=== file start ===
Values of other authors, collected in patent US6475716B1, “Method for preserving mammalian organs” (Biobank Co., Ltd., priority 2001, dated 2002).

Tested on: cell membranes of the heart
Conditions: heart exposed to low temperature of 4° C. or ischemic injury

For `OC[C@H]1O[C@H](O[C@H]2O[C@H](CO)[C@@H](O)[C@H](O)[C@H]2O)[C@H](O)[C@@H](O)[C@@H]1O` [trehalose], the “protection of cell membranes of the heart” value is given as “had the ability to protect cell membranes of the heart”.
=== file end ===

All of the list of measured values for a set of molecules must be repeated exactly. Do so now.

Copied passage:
Values of other authors, collected in patent US6475716B1, “Method for preserving mammalian organs” (Biobank Co., Ltd., priority 2001, dated 2002).

Tested on: cell membranes of the heart
Conditions: heart exposed to low temperature of 4° C. or ischemic injury

For `OC[C@H]1O[C@H](O[C@H]2O[C@H](CO)[C@@H](O)[C@H](O)[C@H]2O)[C@H](O)[C@@H](O)[C@@H]1O` [trehalose], the “protection of cell membranes of the heart” value is given as “had the ability to protect cell membranes of the heart”.